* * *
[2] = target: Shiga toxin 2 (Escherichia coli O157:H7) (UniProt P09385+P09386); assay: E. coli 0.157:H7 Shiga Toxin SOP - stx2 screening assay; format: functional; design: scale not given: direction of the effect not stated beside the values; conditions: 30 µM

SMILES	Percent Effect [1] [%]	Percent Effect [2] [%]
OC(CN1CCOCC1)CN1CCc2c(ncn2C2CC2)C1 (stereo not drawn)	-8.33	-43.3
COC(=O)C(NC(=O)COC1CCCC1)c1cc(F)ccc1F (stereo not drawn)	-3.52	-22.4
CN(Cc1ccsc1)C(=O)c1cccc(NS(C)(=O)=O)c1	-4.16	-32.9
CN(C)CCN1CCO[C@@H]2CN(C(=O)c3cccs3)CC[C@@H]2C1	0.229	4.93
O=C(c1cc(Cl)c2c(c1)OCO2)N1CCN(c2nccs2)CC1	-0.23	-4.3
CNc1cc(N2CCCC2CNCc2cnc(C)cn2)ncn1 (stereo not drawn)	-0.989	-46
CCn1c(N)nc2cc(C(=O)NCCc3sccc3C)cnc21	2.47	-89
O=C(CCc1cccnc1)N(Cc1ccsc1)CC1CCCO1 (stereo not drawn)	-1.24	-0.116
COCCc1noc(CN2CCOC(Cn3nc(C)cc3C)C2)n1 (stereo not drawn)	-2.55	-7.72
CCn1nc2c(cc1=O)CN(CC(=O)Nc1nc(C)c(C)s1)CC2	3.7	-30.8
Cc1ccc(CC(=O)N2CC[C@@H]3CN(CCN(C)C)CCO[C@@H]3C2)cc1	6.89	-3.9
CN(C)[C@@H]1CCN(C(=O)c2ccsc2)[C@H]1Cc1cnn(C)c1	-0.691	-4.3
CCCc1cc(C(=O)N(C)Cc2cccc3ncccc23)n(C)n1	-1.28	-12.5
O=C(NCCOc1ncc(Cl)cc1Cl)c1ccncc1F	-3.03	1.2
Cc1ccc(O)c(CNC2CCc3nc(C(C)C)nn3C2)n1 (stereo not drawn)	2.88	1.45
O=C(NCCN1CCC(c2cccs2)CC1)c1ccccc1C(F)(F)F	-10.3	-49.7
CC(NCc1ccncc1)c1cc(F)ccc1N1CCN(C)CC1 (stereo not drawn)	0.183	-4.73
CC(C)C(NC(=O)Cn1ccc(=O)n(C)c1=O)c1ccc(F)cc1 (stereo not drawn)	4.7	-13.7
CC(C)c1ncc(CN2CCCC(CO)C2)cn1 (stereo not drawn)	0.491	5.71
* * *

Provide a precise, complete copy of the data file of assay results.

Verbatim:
[2] = target: Shiga toxin 2 (Escherichia coli O157:H7) (UniProt P09385+P09386); assay: E. coli 0.157:H7 Shiga Toxin SOP - stx2 screening assay; format: functional; design: scale not given: direction of the effect not stated beside the values; conditions: 30 µM

SMILES	Percent Effect [1] [%]	Percent Effect [2] [%]
OC(CN1CCOCC1)CN1CCc2c(ncn2C2CC2)C1 (stereo not drawn)	-8.33	-43.3
COC(=O)C(NC(=O)COC1CCCC1)c1cc(F)ccc1F (stereo not drawn)	-3.52	-22.4
CN(Cc1ccsc1)C(=O)c1cccc(NS(C)(=O)=O)c1	-4.16	-32.9
CN(C)CCN1CCO[C@@H]2CN(C(=O)c3cccs3)CC[C@@H]2C1	0.229	4.93
O=C(c1cc(Cl)c2c(c1)OCO2)N1CCN(c2nccs2)CC1	-0.23	-4.3
CNc1cc(N2CCCC2CNCc2cnc(C)cn2)ncn1 (stereo not drawn)	-0.989	-46
CCn1c(N)nc2cc(C(=O)NCCc3sccc3C)cnc21	2.47	-89
O=C(CCc1cccnc1)N(Cc1ccsc1)CC1CCCO1 (stereo not drawn)	-1.24	-0.116
COCCc1noc(CN2CCOC(Cn3nc(C)cc3C)C2)n1 (stereo not drawn)	-2.55	-7.72
CCn1nc2c(cc1=O)CN(CC(=O)Nc1nc(C)c(C)s1)CC2	3.7	-30.8
Cc1ccc(CC(=O)N2CC[C@@H]3CN(CCN(C)C)CCO[C@@H]3C2)cc1	6.89	-3.9
CN(C)[C@@H]1CCN(C(=O)c2ccsc2)[C@H]1Cc1cnn(C)c1	-0.691	-4.3
CCCc1cc(C(=O)N(C)Cc2cccc3ncccc23)n(C)n1	-1.28	-12.5
O=C(NCCOc1ncc(Cl)cc1Cl)c1ccncc1F	-3.03	1.2
Cc1ccc(O)c(CNC2CCc3nc(C(C)C)nn3C2)n1 (stereo not drawn)	2.88	1.45
O=C(NCCN1CCC(c2cccs2)CC1)c1ccccc1C(F)(F)F	-10.3	-49.7
CC(NCc1ccncc1)c1cc(F)ccc1N1CCN(C)CC1 (stereo not drawn)	0.183	-4.73
CC(C)C(NC(=O)Cn1ccc(=O)n(C)c1=O)c1ccc(F)cc1 (stereo not drawn)	4.7	-13.7
CC(C)c1ncc(CN2CCCC(CO)C2)cn1 (stereo not drawn)	0.491	5.71